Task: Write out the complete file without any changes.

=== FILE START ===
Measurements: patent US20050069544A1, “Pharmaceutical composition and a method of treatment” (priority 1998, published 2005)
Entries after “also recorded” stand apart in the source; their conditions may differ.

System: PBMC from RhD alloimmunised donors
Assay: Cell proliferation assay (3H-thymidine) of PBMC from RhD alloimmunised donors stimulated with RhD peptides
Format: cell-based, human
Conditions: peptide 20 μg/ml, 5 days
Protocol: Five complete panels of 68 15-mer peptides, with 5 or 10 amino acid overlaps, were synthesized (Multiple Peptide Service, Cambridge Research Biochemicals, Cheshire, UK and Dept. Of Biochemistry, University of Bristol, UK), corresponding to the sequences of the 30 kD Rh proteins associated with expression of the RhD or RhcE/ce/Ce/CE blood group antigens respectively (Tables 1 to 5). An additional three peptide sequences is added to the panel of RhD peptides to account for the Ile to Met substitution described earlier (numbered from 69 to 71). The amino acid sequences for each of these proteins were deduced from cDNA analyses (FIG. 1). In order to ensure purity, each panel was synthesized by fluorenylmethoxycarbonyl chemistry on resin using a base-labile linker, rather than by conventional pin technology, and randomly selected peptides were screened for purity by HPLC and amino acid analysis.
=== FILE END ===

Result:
Measurements: patent US20050069544A1, “Pharmaceutical composition and a method of treatment” (priority 1998, published 2005)
Entries after “also recorded” stand apart in the source; their conditions may differ.

System: PBMC from RhD alloimmunised donors
Assay: Cell proliferation assay (3H-thymidine) of PBMC from RhD alloimmunised donors stimulated with RhD peptides
Format: cell-based, human
Conditions: peptide 20 μg/ml, 5 days
Protocol: Five complete panels of 68 15-mer peptides, with 5 or 10 amino acid overlaps, were synthesized (Multiple Peptide Service, Cambridge Research Biochemicals, Cheshire, UK and Dept. Of Biochemistry, University of Bristol, UK), corresponding to the sequences of the 30 kD Rh proteins associated with expression of the RhD or RhcE/ce/Ce/CE blood group antigens respectively (Tables 1 to 5). An additional three peptide sequences is added to the panel of RhD peptides to account for the Ile to Met substitution described earlier (numbered from 69 to 71). The amino acid sequences for each of these proteins were deduced from cDNA analyses (FIG. 1). In order to ensure purity, each panel was synthesized by fluorenylmethoxycarbonyl chemistry on resin using a base-labile linker, rather than by conventional pin technology, and randomly selected peptides were screened for purity by HPLC and amino acid analysis.